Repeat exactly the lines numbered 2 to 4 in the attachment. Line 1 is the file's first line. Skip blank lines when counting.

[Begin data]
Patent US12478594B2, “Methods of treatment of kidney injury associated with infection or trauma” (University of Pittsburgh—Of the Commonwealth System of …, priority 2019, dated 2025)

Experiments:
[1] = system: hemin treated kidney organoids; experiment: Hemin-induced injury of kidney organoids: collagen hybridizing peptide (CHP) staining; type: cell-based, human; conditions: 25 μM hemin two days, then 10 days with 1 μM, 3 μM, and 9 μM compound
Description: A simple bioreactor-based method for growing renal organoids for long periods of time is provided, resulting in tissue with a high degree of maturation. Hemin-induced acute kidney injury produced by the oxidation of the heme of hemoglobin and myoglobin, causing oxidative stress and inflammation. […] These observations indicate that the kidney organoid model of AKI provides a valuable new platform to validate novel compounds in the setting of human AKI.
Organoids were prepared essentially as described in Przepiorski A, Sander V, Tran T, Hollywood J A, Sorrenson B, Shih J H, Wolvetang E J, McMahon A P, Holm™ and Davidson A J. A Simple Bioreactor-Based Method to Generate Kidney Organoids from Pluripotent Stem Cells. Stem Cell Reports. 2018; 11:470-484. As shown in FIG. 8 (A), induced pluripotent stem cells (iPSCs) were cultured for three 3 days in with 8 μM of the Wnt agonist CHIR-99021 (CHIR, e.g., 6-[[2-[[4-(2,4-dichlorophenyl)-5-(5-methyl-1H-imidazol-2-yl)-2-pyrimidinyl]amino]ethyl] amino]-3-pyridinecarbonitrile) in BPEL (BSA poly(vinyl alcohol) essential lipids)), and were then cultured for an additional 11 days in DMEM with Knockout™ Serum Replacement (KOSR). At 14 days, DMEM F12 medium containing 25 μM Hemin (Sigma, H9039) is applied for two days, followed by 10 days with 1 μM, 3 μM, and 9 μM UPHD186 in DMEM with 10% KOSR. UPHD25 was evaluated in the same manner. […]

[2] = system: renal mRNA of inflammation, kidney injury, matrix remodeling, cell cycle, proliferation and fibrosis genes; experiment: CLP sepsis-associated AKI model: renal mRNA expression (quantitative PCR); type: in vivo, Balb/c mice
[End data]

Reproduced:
Experiments:
[1] = system: hemin treated kidney organoids; experiment: Hemin-induced injury of kidney organoids: collagen hybridizing peptide (CHP) staining; type: cell-based, human; conditions: 25 μM hemin two days, then 10 days with 1 μM, 3 μM, and 9 μM compound
Description: A simple bioreactor-based method for growing renal organoids for long periods of time is provided, resulting in tissue with a high degree of maturation. Hemin-induced acute kidney injury produced by the oxidation of the heme of hemoglobin and myoglobin, causing oxidative stress and inflammation. […] These observations indicate that the kidney organoid model of AKI provides a valuable new platform to validate novel compounds in the setting of human AKI.